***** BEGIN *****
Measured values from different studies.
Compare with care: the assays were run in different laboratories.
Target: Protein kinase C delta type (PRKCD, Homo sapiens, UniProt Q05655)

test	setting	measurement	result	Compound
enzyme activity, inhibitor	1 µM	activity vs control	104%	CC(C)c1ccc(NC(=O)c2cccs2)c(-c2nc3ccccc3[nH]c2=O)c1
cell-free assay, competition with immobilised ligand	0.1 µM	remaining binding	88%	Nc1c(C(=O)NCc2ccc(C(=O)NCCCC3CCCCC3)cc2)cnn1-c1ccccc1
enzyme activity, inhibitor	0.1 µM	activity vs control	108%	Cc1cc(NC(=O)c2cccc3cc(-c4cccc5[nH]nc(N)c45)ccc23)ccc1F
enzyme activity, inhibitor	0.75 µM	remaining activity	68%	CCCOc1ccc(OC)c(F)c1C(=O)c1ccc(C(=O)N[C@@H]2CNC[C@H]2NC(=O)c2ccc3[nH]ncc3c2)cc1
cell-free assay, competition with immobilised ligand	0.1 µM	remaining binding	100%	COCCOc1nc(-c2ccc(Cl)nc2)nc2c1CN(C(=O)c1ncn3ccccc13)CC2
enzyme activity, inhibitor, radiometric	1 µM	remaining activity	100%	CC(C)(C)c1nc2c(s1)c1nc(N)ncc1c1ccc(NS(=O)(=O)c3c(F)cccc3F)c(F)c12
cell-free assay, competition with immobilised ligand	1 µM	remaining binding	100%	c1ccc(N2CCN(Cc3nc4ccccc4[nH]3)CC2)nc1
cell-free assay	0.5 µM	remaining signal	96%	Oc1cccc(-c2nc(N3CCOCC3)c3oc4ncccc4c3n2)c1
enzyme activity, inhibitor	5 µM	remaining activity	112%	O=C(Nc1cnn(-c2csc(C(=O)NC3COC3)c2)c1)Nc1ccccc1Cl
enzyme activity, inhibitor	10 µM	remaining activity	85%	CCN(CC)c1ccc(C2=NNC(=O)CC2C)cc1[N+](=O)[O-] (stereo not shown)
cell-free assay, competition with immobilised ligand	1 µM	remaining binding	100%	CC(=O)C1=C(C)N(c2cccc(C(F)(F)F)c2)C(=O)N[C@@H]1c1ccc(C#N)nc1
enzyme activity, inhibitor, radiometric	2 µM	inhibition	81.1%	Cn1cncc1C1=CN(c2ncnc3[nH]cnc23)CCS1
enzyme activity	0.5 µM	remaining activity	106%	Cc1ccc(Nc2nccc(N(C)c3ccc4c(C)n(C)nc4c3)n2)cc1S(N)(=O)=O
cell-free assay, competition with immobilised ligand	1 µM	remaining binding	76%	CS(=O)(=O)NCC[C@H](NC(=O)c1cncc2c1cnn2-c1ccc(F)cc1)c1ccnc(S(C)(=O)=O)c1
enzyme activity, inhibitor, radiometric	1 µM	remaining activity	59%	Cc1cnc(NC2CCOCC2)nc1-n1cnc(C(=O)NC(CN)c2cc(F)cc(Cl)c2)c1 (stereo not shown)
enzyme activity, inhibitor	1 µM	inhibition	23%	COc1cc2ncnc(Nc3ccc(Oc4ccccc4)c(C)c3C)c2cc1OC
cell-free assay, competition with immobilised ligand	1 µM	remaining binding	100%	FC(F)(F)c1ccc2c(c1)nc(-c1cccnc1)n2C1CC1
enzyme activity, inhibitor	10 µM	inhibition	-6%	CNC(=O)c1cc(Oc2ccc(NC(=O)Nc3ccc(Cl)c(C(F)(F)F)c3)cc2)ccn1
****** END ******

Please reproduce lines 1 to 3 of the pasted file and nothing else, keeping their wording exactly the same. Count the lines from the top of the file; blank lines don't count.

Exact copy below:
Measured values from different studies.
Compare with care: the assays were run in different laboratories.
Target: Protein kinase C delta type (PRKCD, Homo sapiens, UniProt Q05655)